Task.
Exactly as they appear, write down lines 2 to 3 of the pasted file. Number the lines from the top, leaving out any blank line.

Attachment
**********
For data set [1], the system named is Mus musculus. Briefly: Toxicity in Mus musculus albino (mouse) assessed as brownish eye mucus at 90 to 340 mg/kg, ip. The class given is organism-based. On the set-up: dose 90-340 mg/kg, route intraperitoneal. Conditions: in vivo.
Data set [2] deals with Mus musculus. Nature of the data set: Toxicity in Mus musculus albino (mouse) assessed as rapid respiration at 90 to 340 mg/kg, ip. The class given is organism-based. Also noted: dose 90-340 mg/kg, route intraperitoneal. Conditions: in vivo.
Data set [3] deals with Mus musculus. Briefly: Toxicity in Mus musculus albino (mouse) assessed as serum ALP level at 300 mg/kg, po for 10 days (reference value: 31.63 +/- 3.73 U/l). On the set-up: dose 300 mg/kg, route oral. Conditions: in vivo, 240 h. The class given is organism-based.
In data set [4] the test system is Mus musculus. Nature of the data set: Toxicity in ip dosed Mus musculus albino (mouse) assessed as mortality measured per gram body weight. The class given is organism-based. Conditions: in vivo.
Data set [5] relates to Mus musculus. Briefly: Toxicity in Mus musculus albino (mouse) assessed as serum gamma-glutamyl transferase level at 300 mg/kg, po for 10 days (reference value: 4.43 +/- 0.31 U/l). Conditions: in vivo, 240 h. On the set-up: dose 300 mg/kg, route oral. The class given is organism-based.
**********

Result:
Data set [2] deals with Mus musculus. Nature of the data set: Toxicity in Mus musculus albino (mouse) assessed as rapid respiration at 90 to 340 mg/kg, ip. The class given is organism-based. Also noted: dose 90-340 mg/kg, route intraperitoneal. Conditions: in vivo.
Data set [3] deals with Mus musculus. Briefly: Toxicity in Mus musculus albino (mouse) assessed as serum ALP level at 300 mg/kg, po for 10 days (reference value: 31.63 +/- 3.73 U/l). On the set-up: dose 300 mg/kg, route oral. Conditions: in vivo, 240 h. The class given is organism-based.